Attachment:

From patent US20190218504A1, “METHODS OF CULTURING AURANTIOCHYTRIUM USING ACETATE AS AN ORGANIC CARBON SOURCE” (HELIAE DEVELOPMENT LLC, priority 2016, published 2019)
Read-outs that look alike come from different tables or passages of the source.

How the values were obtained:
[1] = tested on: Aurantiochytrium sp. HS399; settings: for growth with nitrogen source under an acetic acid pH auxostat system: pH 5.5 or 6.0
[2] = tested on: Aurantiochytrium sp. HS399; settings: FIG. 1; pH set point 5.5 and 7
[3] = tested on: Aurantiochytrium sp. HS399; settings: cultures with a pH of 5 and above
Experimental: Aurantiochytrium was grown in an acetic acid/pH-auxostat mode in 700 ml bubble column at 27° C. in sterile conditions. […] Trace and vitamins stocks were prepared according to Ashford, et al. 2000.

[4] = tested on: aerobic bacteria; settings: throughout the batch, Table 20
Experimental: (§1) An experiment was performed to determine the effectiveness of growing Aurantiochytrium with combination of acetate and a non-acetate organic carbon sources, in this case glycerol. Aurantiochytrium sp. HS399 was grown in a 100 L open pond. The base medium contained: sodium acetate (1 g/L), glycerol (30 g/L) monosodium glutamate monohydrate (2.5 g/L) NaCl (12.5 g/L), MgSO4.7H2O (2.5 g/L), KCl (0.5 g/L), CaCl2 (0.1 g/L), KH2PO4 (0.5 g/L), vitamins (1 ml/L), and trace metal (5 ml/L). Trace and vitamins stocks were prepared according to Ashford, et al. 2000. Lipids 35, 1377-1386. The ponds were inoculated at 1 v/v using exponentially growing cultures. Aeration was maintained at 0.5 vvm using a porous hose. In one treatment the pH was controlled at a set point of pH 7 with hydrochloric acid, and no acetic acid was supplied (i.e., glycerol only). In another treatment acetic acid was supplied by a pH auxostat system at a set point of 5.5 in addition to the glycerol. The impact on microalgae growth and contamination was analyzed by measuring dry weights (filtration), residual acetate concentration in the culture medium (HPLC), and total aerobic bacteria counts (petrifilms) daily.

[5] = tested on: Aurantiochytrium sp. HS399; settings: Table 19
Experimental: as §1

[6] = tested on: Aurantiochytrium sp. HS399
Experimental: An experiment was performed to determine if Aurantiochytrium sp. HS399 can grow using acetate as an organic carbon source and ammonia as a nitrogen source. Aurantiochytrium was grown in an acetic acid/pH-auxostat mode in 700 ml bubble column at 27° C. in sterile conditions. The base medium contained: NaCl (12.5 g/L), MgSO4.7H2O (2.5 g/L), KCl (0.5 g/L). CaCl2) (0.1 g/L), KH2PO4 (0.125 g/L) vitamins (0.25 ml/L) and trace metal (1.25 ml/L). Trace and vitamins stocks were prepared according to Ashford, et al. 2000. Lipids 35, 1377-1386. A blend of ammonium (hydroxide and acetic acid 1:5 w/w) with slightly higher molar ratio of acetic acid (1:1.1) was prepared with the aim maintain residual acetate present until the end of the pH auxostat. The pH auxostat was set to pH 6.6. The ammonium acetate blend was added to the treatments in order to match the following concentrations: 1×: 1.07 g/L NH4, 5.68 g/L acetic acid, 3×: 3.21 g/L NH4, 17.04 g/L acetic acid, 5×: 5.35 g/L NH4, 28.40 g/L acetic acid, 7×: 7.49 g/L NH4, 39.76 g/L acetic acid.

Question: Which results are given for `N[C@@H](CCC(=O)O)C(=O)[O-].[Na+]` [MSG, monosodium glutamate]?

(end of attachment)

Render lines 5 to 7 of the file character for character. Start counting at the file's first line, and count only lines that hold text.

[2] = tested on: Aurantiochytrium sp. HS399; settings: FIG. 1; pH set point 5.5 and 7
[3] = tested on: Aurantiochytrium sp. HS399; settings: cultures with a pH of 5 and above
Experimental: Aurantiochytrium was grown in an acetic acid/pH-auxostat mode in 700 ml bubble column at 27° C. in sterile conditions. […] Trace and vitamins stocks were prepared according to Ashford, et al. 2000.